How To Make Cordage from Mat Rush (Lomandra)

How To Make Cordage from Mat Rush (Lomandra)

This is a quick description of some cordage I made from Lomandra (Mat-rush). I am currently experimenting with how to do this well, and trying new techniques such as soaking the leaves first. In this example I didn't soak the leaves, but used them freshly picked.

Long-leaved Mat Rush (Lomandra longifolia)A mat-rush (Lomandra longifolia) plant growing in my garden, which can be used for cordage making. This is a very common plant in my area, it is native, and commonly found in the bush, and also widely used as a cultivated plant in both private and commercial gardens.

How To Make Cordage from Mat Rush - Long-leaved Mat Rush (Lomandra longifolia) Leaf Close-up of the mat-rush leaf.

How To Make Cordage from Mat Rush - Long-leaved Mat Rush (Lomandra longifolia) - Flower Spike The seed head, or flower stalk of the mat-rush. This is useful for identifying the plant. Note that the leaf bases and flowers of this plant are edible (bush tucker) plant food. This is a very useful plant!

Long-leaved Mat Rush (Lomandra longifolia) - Leaves Leaves, close up.

Leaf Close-up Vein structure in the leaf is visible.

Making Cordage - Tools I used the blunt "bread-and-butter" knife seen second from the left in this photo, to scrape the green sheath material away from the useful fibres in the lomandra leaves.

The difficult part in making this cordage is scraping the green sheath part of the leaves away from the useable fibres underneath, which is rather time consuming. If enough of the green is not scraped away, when it dries out the cord will be brittle, and will snap when bent through a sharp angle (such as when tying in a knot).

Long-leaved Mat Rush (Lomandra longifolia) - Scraped Leaf Mat-rush leaf being scraped, with fibres visible.

How To Make Cordage from Mat Rush - Long-leaved Mat Rush (Lomandra longifolia) - Twisted Leaf After sufficient scraping, the leaf was split in half and rolled up between thumb and fingers.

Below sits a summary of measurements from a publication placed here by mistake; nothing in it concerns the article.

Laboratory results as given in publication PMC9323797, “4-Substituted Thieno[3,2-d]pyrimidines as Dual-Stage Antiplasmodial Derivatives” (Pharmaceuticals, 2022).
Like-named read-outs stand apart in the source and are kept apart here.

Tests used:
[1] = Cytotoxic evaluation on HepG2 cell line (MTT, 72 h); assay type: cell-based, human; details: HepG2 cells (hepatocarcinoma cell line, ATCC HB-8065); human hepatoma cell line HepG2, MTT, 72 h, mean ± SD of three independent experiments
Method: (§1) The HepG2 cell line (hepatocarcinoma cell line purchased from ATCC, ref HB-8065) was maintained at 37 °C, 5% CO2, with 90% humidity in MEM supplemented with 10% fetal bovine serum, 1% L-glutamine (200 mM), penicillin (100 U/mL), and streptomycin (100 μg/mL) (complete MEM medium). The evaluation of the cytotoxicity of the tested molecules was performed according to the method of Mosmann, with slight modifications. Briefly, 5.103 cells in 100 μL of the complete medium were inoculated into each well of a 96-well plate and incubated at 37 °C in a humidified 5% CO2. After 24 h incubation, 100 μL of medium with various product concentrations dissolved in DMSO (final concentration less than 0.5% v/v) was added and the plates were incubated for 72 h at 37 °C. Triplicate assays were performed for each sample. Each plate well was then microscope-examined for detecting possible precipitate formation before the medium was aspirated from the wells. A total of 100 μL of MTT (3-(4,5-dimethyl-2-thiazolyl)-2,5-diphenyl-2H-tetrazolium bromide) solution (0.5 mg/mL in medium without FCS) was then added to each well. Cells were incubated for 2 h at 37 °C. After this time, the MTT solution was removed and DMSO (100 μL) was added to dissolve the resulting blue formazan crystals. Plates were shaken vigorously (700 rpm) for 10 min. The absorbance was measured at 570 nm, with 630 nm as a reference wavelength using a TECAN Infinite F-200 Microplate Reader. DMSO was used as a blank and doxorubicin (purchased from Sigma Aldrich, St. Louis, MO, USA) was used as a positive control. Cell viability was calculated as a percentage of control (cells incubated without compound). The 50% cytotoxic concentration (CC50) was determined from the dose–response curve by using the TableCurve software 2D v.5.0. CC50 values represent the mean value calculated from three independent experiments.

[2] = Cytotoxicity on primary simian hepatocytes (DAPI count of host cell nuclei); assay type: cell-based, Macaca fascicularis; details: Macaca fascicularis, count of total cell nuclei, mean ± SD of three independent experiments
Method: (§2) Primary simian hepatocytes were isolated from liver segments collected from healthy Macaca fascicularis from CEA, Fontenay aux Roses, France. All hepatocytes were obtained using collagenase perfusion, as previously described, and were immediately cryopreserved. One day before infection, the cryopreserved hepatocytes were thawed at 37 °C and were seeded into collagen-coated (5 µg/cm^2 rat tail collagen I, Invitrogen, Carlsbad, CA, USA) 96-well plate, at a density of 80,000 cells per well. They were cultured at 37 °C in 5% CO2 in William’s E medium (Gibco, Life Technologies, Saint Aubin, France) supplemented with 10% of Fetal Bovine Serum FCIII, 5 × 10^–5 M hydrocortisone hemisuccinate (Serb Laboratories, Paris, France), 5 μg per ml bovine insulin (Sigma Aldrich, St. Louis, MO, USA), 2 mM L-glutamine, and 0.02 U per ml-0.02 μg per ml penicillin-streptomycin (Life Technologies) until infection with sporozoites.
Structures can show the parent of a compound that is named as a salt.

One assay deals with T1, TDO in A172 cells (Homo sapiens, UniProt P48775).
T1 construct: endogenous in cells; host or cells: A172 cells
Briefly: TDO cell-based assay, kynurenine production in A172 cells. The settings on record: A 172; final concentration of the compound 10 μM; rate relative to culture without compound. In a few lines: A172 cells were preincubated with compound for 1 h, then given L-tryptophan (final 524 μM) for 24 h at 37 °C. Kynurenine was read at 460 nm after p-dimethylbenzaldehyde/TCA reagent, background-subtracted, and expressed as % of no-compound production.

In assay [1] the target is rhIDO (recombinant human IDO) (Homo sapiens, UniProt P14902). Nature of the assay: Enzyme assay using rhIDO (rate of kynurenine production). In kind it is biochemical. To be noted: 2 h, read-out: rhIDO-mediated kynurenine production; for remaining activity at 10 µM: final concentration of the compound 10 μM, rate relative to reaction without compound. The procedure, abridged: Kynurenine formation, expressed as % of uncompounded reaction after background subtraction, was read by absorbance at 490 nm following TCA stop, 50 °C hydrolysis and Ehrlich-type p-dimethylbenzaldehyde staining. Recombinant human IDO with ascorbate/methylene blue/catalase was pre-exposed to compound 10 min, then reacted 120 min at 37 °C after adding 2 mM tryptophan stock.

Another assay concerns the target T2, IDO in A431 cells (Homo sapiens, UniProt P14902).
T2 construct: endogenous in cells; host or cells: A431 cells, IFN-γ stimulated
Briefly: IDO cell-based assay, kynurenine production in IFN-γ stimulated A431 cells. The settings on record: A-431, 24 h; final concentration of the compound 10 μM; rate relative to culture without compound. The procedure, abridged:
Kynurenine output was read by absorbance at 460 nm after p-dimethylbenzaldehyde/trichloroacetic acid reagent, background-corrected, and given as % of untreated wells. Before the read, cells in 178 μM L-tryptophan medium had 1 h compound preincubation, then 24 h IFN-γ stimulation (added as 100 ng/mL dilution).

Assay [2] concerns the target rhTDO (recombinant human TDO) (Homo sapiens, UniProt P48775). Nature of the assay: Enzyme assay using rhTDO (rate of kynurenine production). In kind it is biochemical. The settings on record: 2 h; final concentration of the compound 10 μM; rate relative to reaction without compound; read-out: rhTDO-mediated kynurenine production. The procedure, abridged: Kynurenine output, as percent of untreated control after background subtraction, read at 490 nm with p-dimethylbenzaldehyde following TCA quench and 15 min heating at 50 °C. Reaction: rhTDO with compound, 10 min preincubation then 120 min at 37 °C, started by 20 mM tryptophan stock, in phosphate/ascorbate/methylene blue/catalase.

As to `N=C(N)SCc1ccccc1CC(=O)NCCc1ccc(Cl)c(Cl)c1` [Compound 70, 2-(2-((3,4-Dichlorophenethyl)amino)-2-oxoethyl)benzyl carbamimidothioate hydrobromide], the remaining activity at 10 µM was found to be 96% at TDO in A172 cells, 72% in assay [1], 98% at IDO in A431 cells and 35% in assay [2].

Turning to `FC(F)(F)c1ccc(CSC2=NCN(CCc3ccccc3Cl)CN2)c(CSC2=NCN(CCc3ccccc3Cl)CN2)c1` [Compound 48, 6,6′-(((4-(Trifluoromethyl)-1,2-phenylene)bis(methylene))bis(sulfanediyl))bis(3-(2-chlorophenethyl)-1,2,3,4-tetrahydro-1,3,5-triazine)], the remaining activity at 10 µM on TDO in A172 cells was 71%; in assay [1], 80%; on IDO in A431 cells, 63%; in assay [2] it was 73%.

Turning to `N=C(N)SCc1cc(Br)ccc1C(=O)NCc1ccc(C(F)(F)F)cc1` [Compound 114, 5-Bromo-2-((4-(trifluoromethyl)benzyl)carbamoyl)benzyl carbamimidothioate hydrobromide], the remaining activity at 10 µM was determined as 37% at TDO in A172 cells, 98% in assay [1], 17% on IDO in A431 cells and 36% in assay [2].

The next step was twisting into 2-ply cord. The direction of twisting is shown in the diagram below, taken from “The 10 Bushcraft Books” by Richard Graves. Each inner bundle is twisted in the same direction (in this example clockwise as viewed from the right hand side of the diagram looking toward the left side), and then the two bundles are twisted over each other in the opposite direction to that (in this case anticlockwise).

Making Cordage - The Basic Twist Another description of this twisting technique is shown here on another site (especially see figures 4a and 4b).

Long-leaved Mat Rush (Lomandra longifolia) - 2 Ply Cordage Close-up of twisted 2-ply cordage.

How To Make Cordage from Mat Rush -  Finished Cordage Finished cordage. Photo taken right after making the cord. The green colour will fade over time to a more yellow-brown colour. To make it look more tidy, you could use scissors to cut away the frayed bits that stick out.

Long-leaved Mat Rush (Lomandra longifolia) - CordageThis is a shorter piece I made previously, which has faded and has had the frayed edge bits trimmed off.

Recommended Reading

Primitive Technology: A Book of Earth Skills, by David Wescott. Awesome book. From a reader's review, “This is, in my humble opinion, the BEST single source for Primitive Skills out there - PERIOD. If you've ever looked through a scientific journal or periodical, that is the basic layout for this book: a compendium of articles, each one detailing a different tool, task, method, or application of a primitive skill. It isn't a high-cut book you need a PhD to understand. You can take this out in the backyard and follow right along, and succeed!” I would agree completely.

Purchase from Australia $28.62 AUD (free shipping)
Purchase Wilderness Awareness School (US) US$24.95

How to Make A Stone Axe in Primitive Technology: A Book of Earth Skills, by David Wescott

See Also

Overview of Cordage
Making Cordage for a Stone Axe
Survival and Wilderness Skills Books
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How To Make Cordage from Mat Rush (Lomandra)


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